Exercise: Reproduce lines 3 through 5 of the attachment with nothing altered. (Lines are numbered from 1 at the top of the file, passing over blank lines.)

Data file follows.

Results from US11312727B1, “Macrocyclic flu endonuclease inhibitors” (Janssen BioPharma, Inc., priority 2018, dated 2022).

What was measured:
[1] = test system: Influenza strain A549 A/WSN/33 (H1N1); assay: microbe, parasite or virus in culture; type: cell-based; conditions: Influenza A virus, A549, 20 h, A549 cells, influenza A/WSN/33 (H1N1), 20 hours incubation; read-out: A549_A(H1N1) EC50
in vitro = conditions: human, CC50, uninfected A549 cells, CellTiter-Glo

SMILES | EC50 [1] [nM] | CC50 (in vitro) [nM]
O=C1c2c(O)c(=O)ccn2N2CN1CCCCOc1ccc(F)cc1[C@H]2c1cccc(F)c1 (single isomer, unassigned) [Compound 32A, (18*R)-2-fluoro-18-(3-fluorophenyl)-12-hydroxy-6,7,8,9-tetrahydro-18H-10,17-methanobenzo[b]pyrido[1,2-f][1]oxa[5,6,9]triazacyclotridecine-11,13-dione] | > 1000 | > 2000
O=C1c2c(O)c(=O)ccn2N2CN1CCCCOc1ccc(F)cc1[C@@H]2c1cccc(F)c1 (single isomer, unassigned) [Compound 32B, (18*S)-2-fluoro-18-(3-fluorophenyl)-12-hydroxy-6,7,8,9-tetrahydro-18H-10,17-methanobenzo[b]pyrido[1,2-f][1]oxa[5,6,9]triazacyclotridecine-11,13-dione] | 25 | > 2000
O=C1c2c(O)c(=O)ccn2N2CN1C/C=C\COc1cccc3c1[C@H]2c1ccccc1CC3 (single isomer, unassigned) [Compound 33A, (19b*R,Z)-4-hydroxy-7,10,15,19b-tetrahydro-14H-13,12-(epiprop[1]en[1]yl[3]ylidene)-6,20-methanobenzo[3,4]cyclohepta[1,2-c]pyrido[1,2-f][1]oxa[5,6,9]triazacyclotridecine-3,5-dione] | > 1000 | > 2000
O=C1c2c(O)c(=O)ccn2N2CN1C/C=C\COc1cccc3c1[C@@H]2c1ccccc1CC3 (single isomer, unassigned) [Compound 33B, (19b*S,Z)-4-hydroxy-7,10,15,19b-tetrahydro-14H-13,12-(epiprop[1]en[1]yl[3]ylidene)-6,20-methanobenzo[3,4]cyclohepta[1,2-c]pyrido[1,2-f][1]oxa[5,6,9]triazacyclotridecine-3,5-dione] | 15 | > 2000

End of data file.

[1] = test system: Influenza strain A549 A/WSN/33 (H1N1); assay: microbe, parasite or virus in culture; type: cell-based; conditions: Influenza A virus, A549, 20 h, A549 cells, influenza A/WSN/33 (H1N1), 20 hours incubation; read-out: A549_A(H1N1) EC50
in vitro = conditions: human, CC50, uninfected A549 cells, CellTiter-Glo

SMILES | EC50 [1] [nM] | CC50 (in vitro) [nM]